Modulations in Hox expression patterns within fields that contribute to insect diversity

Homologous insect appendages have become diversified in the context of a highly conserved pattern of Hox gene expression along the main body axis. Nevertheless, some important differences exist in Hox deployment within the homologous limb fields of different insects.

We return to the subject of insect abdominal limbs to discuss an apparent evolutionary atavism—that is, reversion to a more ancestral state. Recall that, in general, adult insects do not have abdominal limbs. However, butterfly caterpillars (and some other insect larvae) do have abdominal limb-like structures called prolegs, which are used in locomotion. These stubby prolegs are not jointed like thoracic limbs, but their development is marked by Dll expression in embryos. How does this Dll expression escape repression by Ubx and abd-A in the abdomen?

In early stages of larval development, there is uniform expression of Ubx and abd-A and no sign of Dll expression or proleg outgrowth in the butterfly abdomen. Later, however, the expression of Ubx and abd-A is turned off within small clusters of cells in the A3-A6 abdominal segments, just before proleg development begins. These cells then begin to express Dll and to grow out from the body wall (Fig. 5.15). Thus the apparent evolutionary reversal that allows larval prolegs to develop in lepidopterans appears to be a segment-specific modification of abdominal Hox gene expression. Interestingly, sawfly (Hymenoptera) larvae, which also possess abdominal prolegs, circumvent Hox-mediated limb repression differently than caterpillars, by initiating proleg formation independent of Dll expression.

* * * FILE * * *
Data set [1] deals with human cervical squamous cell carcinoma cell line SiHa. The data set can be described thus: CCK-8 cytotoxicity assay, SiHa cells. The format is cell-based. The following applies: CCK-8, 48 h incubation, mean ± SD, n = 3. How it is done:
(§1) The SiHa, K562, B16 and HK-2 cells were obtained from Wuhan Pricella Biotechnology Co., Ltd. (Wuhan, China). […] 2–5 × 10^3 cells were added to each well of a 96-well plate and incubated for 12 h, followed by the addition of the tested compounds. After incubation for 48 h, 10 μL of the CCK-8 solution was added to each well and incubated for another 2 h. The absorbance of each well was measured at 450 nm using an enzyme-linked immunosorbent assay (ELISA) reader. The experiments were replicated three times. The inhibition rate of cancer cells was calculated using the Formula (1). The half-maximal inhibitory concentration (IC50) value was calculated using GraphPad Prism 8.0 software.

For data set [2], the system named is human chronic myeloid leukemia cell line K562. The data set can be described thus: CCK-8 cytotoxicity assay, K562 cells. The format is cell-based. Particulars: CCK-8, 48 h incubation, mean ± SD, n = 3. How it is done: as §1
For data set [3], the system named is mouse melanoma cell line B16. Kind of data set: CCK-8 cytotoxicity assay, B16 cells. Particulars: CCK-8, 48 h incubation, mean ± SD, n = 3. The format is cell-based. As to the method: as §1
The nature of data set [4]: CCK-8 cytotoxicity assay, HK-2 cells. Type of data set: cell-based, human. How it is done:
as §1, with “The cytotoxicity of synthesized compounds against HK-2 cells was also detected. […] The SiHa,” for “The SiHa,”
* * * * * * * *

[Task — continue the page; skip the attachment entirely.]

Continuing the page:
A second example of an evolutionary modification of insect limb patterning that is correlated with changes in Hox expression within the limb field has been identified in several Drosophila species. Subtle differences have been noted in the pattern of tiny leg hairs (trichomes) on the second thoracic legs of Drosophila melanogaster, Drosophila simulans, and Drosophila virilis (Fig. 5.16). In D. melanogaster, trichomes do not form in a certain region of the posterior femur of the T2 leg, resulting in a small "naked valley" of smooth epidermal cuticle. This "naked valley" is associated with high levels of Ubx expression, and indeed Ubx acts to repress trichome development. D. simulans has a larger "naked valley" and high levels of Ubx expression over an expanded region of the T2 femur. The more distantly related

Figure 5.15

Changes in Ubx and Abd-A expression correlate with the development of abdominal limbs in butterfly larvae

Butterfly larvae have abdominal limbs (prolegs) that form on segments A3-A6 (a). Dll protein is expressed in all developing larval limbs, including the abdominal prolegs (b), suggesting that Hox repression of abdominal Dll expression has been released during butterfly development. This release from repression is correlated with the disappearance of Ubx and Abd-A proteins from the cells that express Dll and form prolegs in the abdomen (c). Abdominal proleg development occurs because of the loss of Ubx and abd-A expression, rather than because Hox repression of Dll changes.